Barnier is the key actor, not Juncker. Despite some views (of which I was very skeptical but didn’t say so because they didn’t make sense to me save they represented yet more unrealistic UK thinking)( that Barnier would be moved aside and the national leaders would take over the negotiations, EU leaders have reaffirmed their intent to have him in charge: https://www.ft.com/content/477ac3e4-b433-11e8-bbc3-ccd7de085ffe.

      The article claims that the EU instructions to Barnier, which have not been changed since the end of April 2017, may be modified to allow/encourage him to be more flexible. That is not much of a change given what we wrote in the post. The EU can’t/won’t change its stance on Ireland enough to make a difference and Checquers is unworkable.

      The FT also has too often run stories from “EU diplomats” on positive developments for May supposedly in the offing that never come to pass, so I would put this item as also at risk of being in that category.

      I could also see the EU making only trivial/cosmetic changes in its marching orders to Barnier but having their press apparatus present them as more serious to give a “no cost to them” sop to Theresa May. Barnier himself periodically makes moves that the UK press takes to be throwing a bone to the UK that have close to zero substance to them or are even mere talk. Barnier and perhaps also the rest of the EU do seem to want to do what they can to counter the Government/media baron narrative that the EU is being abusive and unreasonable.

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      1. Fazal Majid

        Barnier is far more sympathetic to the British than they give him credit for, but he is in a straightjacket imposed by his real bosses in the Council of Ministers. If the rules change, it will be at his urging, not the other way around. Unfortunately the Brits have not made any reasonable proposals that he can take back to the Council to plead for flexibility on.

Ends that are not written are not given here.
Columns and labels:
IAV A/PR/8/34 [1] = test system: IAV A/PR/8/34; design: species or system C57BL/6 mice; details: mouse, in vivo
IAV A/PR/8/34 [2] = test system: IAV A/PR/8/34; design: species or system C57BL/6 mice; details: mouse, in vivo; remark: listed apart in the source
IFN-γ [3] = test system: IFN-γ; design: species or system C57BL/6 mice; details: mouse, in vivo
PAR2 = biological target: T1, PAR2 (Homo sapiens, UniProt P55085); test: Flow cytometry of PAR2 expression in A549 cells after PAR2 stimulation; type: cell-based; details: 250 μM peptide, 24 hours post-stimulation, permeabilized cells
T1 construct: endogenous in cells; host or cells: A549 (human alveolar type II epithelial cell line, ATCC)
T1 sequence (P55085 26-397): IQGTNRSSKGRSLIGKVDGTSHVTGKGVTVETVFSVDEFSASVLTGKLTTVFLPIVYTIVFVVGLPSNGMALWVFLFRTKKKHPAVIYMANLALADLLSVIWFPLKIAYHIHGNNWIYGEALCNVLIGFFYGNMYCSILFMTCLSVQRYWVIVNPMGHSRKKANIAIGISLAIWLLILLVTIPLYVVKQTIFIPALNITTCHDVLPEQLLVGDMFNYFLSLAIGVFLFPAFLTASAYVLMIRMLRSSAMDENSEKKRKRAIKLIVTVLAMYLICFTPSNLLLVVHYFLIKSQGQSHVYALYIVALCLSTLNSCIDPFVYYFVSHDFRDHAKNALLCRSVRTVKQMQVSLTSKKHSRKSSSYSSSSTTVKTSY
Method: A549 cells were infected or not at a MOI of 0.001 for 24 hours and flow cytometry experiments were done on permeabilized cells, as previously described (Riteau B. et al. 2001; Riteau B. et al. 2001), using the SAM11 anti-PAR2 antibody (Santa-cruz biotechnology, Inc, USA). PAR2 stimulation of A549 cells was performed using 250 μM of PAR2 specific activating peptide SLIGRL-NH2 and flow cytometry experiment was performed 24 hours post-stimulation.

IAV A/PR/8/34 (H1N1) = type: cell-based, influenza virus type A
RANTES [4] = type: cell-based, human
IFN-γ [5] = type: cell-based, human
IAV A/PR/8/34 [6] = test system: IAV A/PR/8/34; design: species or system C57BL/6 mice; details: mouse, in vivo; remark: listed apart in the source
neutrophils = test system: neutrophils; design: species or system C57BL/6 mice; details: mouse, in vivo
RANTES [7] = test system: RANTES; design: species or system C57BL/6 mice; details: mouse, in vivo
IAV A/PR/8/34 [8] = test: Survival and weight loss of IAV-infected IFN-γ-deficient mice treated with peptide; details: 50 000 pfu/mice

AFAIK even the Canadian option the British claim to reject is better than a crash-out Brexit. It should satisfy Brexiteers other than the vulture fringe with short positions on Sterling and gilts, after all no one has ever claimed Canada is not a sovereign nation independent from the EU. Obviously the British are angling for a better deal, and given their proximity and historical ties, that’s not an unreasonable request, but that’s not the negotiation they are engaging in. I could see a last-minute compromise being a straight copy-replace of UK for Canada in CETA, valid for a period of 5 years to negotiate a comprehensive FTA. Still massively disruptive, but nowhere near as bad as a no-deal.

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        1. disillusionized

          Even to the degree this is possible (it isn’t) – this doesn’t solve the Irish border conundrum.
          And from my understanding of the politics of this is that Ireland won’t ever back down (they shot the last PM to agree to a border in Ireland).
          The EU won’t stop backing Ireland, because frankly they are committed to it by this point, Germany thinks of an internal Irish border as their internal border, so they are not going to budge, but worse, a clear majority of the EU members are ‘Irelands’.
          They are all committed to preserving the principle that the EU bats for the small members, as that’s part of their reasoning for joining, Germany and France (and the other bigs) gets to pretend they are in charge of a superpower, while the minnows are backed by the superpower – Of course most of them thought the one they needed protection from was Russia, not the UK, but point stands.

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          1. Ruby Furigana

            And from my understanding of the politics of this is that Ireland won’t ever back down (they shot the last PM to agree to a border in Ireland).

            Can you elaborate on this?

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            1. disillusionized

              Michael Collins was shot for his failure to negotiate an end to the Irish war for independence that meant a united irish Republic and an end to uk occupation.
              They were the unicorn people of Ireland, as that was plainly impossible to negotiate.

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              1. SOMK

                Ah come on now. Northern Ireland was low down the list of treaty grievances, even if the British were of a mind to grant the entire island, there had been a rebellion in all but name by the army who refused to disarm the ulster volunteers in 1913 (a decade earlier) when home rule was in the offing, so it’s questionable if it could have been enforced at all. At the time there was some faith that the border commission would come good, the failure to acquire full independence in negotionation was the main sticking point. To say Collins was shot over Northern Ireland is reaching at best.

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        2. Yves Smith Post author

          No, having worked on lots of negotiations, I see this differently.